Rare horrid ground-weaver spider stops Plymouth housing plans

Radford Quarry Image copyright Rupert Goddard
Image caption Fifty-seven homes had been planned for the disused quarry

One of the world's most rare spiders has caused plans for dozens of new homes in Plymouth to be dismissed.

A housing estate had been earmarked for Radford Quarry, which is also home to the horrid ground-weaver spider.

According to the Buglife charity, the 2.5mm spider has been found in Plymouth and nowhere else in the world.

The species was one of the key reasons the plans have been rejected by an inspector. Conservationists said it was a "fantastic result for wildlife".

The 57-home development, proposed by Wainhomes (South West) Holdings Ltd, was rejected by Plymouth City Council last year but the applicant appealed and a planning inquiry took place earlier this year.

The appeal was dismissed by an independent planning inspector who judged the plans to be "harmful" to the spider and other biodiversity.

The horrid ground-weaver

  • The species is found in two old limestone quarries in the Plymouth area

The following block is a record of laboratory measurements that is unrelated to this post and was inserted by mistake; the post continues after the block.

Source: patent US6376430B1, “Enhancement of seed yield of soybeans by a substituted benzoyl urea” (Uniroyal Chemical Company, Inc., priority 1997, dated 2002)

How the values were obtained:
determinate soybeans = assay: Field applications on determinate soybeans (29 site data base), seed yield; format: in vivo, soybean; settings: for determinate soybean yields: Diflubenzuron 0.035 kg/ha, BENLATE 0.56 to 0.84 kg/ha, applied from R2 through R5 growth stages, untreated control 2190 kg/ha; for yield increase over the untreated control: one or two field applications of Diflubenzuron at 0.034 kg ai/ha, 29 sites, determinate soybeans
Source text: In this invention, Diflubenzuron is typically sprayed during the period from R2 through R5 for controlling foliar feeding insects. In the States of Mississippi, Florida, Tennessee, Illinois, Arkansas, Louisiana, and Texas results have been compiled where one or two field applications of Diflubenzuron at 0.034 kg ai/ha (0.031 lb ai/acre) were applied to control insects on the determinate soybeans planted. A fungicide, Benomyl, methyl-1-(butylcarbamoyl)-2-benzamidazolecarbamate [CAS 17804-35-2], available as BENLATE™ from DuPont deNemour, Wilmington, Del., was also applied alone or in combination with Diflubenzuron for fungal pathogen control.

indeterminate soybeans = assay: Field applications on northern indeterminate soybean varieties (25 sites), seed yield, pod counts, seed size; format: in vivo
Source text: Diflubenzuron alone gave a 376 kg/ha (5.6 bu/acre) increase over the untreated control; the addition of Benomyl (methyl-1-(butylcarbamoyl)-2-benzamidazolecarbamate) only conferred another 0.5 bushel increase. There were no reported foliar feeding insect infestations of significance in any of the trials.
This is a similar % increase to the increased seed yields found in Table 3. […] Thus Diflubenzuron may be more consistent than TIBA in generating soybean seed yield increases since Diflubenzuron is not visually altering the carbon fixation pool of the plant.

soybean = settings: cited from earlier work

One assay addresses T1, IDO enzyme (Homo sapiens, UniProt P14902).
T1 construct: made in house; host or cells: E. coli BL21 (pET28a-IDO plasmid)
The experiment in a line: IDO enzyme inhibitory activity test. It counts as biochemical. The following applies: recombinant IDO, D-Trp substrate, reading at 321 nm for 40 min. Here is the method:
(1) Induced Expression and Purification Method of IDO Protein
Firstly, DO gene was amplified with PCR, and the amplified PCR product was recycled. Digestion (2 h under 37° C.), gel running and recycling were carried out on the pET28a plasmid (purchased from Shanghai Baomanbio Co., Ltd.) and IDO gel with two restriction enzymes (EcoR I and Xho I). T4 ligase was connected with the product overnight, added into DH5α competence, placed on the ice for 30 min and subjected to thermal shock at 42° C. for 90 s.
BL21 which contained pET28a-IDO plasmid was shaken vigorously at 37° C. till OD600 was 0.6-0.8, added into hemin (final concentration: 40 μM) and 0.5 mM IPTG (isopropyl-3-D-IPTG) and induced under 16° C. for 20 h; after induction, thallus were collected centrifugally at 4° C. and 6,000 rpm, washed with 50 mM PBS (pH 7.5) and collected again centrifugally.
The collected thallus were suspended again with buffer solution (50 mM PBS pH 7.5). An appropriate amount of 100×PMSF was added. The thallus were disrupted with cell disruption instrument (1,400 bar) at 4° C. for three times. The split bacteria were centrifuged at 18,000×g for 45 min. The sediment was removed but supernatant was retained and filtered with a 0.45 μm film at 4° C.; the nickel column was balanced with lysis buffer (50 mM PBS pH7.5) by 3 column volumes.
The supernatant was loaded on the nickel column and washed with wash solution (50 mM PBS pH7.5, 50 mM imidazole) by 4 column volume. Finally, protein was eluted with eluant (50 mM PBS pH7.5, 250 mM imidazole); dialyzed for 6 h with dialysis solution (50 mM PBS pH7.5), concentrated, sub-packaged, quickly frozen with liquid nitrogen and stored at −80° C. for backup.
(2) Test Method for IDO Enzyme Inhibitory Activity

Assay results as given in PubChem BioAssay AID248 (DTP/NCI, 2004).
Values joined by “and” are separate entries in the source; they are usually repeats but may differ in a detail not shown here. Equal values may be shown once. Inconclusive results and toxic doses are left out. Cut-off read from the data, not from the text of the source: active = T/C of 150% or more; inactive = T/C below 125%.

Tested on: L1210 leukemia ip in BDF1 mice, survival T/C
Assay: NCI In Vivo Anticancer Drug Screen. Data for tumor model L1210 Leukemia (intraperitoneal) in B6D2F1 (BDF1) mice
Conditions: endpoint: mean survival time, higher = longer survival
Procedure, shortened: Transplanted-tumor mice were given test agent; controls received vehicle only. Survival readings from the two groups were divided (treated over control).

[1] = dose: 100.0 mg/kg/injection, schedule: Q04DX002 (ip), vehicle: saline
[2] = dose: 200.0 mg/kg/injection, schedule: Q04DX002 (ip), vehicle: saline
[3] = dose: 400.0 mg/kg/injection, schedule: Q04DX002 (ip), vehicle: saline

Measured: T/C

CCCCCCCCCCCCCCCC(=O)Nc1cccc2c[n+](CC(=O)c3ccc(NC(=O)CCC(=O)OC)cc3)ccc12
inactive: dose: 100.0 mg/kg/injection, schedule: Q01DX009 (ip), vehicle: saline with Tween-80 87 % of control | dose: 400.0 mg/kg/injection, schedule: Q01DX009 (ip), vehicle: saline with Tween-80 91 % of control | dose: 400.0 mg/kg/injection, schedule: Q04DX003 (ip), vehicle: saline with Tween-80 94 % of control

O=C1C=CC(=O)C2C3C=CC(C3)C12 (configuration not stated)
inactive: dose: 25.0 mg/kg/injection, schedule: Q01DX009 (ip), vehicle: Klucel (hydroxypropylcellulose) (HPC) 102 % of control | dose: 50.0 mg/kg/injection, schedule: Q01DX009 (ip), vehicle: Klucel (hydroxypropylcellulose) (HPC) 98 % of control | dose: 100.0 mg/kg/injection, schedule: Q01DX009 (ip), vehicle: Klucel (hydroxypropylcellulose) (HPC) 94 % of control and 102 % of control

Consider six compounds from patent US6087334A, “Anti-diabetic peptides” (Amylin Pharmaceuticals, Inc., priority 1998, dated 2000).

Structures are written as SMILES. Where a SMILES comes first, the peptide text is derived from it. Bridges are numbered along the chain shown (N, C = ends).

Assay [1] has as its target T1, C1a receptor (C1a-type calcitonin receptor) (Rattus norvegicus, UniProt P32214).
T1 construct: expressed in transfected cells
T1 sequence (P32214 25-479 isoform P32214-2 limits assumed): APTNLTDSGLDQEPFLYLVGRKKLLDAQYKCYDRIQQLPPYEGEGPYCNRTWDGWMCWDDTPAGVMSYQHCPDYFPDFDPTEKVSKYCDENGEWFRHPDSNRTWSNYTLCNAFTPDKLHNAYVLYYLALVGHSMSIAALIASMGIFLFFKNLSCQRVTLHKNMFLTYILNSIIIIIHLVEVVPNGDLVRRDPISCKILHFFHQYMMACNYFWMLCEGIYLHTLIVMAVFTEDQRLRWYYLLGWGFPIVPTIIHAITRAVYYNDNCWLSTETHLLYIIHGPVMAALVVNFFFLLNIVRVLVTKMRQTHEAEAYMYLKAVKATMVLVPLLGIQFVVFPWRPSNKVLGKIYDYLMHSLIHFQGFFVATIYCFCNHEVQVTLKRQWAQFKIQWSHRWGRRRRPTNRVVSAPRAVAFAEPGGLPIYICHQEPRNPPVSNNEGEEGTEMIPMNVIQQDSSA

• Its total body length is just 2.5mm
  • It was first recorded in the UK in 1989
  • The spider is tricky to find due to its size and habit of living deep in the cracks and crevices in the limestone, coming out at night to hunt on the rock slopes

Source: Buglife

Image copyright Fergus McBurney
Image caption The spider has only been found in Plymouth, Buglife said

Buglife said the spider had been found in only three sites in Plymouth and one of those had already been developed on.

Almost 10,000 people signed a petition to save the spider, which has been rated as critically endangered by the International Union for Conservation of Nature (IUCN) and added to the global Red List of Threatened Species.

Andrew Whitehouse, Buglife's South West manager, said: "We believe that to knowingly cause the extinction of a species, no matter how small, is morally wrong.

"We welcome the decision of the planning inspector to dismiss the planning appeal and protect this site for nature and for the local community."

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